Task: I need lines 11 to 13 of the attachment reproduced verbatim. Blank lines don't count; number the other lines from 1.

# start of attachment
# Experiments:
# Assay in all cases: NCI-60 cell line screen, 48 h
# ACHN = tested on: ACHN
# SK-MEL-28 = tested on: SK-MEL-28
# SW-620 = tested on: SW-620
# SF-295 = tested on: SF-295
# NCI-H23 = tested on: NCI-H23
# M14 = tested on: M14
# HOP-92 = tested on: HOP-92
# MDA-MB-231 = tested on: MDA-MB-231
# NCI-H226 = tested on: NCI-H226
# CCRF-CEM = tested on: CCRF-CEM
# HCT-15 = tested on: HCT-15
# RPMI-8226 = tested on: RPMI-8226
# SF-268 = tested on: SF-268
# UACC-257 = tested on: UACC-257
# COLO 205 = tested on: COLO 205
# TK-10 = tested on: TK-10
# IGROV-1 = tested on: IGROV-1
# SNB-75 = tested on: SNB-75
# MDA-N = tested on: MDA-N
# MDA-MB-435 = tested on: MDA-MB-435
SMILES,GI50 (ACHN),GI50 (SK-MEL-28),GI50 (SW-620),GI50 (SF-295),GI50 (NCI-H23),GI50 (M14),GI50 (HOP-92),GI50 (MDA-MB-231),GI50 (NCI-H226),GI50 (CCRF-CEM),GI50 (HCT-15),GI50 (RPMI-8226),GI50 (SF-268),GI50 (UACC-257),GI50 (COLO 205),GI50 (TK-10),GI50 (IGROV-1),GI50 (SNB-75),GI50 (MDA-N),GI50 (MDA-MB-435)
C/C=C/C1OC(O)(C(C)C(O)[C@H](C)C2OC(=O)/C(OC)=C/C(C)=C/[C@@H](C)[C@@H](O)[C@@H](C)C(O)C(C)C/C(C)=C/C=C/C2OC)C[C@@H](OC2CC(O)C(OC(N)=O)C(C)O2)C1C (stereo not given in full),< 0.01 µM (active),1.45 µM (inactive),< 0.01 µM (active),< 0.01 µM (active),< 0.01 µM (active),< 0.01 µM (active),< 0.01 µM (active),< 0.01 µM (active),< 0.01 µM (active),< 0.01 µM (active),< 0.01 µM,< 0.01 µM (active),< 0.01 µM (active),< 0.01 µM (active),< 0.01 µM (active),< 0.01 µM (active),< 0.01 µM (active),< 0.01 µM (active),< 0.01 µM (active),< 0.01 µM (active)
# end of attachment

# NCI-H226 = tested on: NCI-H226
# CCRF-CEM = tested on: CCRF-CEM
# HCT-15 = tested on: HCT-15